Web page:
P.S. I’m launching a referral programme for Sunday Snippets. At the bottom of this email you’ll find your unique referral link that you can share with your friends. The more people you refer the more rewards you get, including free access to two of my courses, the templates I use to manage my life/business, accessing to my coaching calls, and more 🙂
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♥️ My Favourite Things
📚 Book – Mistborn: The Bands of Mourning. I finished re-reading book 6 of Brandon Sanderson’s Mistborn series, and just started reading book 7, ‘The Lost Metal’. I’ve been holding off on this for a while because it was released fairly recently and I wanted to do a re-read of the whole series before I got into it. Every book he releases continues to reinforce my love of Brandon Sanderson and his amazing writing. So, if you haven’t read any of his stuff, I highly recommend you start with book one in the Mistborn series as a starting point: ‘The Final Empire’.
✈️ Place to visit – Kiruna. The folks at Epidemic Sound invited me on an incredible four day trip to Sweden this week. We spent two days in Stockholm, before flying north to Kiruna to stay at The IceHotel. This was the furtherst north I’ve ever been in my life. Unfortunately we didn’t see the Northern lights, but we had lots of fun and filmed a bunch of content.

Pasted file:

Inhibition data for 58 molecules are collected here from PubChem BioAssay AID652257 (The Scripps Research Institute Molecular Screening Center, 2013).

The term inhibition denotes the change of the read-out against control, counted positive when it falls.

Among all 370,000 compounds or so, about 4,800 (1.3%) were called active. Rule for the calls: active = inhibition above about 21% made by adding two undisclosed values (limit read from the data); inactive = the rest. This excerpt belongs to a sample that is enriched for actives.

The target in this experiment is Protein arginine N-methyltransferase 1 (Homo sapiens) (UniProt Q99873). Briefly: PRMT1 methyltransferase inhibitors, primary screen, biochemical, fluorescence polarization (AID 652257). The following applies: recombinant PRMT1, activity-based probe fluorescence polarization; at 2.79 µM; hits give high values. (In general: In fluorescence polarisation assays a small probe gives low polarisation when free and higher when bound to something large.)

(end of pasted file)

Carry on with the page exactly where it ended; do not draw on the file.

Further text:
🎬 YouTube Channel – Linking your Thinking. I’ve binged Nick Milo’s videos over the last few days because I’m trying to take my Obsidian note-taking system a little more seriously. There’s a lot of stuff that I’ve been discovering and researching in the process of writing my book that I know I want to save for a later date, so I’ve been trying to slowly build out my second brain note-taking system in Obsidian as it does the job in a more robust way than what I’m currently doing. So if anyone’s looking to improve their note-taking system, then definitely check out Nick’s channel.
📱 App – photos widget. I recently did a revamp of my iPhone home screen and I added the photos widget on both my phone and iPad. The widget is really nice because it resurfaces memories and photos from years ago, so every day I have a random selection of photos that look back on the last 10 years of my life. So, that’s been super nice. Plus, whenever there’s a nice photo of someone that I haven’t spoken to in a while, I’ll just send it to them and it’s a nice way of keeping in touch.
🎬 My New Videos
Why I Have 12 Employees as a YouTuber – I always get lots of comments on my videos about what my team do, so I thought I’d share some behind the scenes action. This is a full breakdown of why I have such a big team, what things they all do and answering a few questions from the audience on Twitter.
🤖 6 AI Tools I Use to Boost My Productivity – ChatGPT and other AI tools have been taking over the internet in the last few months, and I’ve been integrating them into my workflow to boost my productivity as much as possible. So in this video I go through 6 of my favourite AI tools that I use to boost my productivity.
✍️ Quote of the Week
“If it entertains you now but will bore you someday, it’s a distraction. Keep looking.”
From The Almanack of Naval Ravikant by Eric Jorgenson. Resurfaced using Readwise.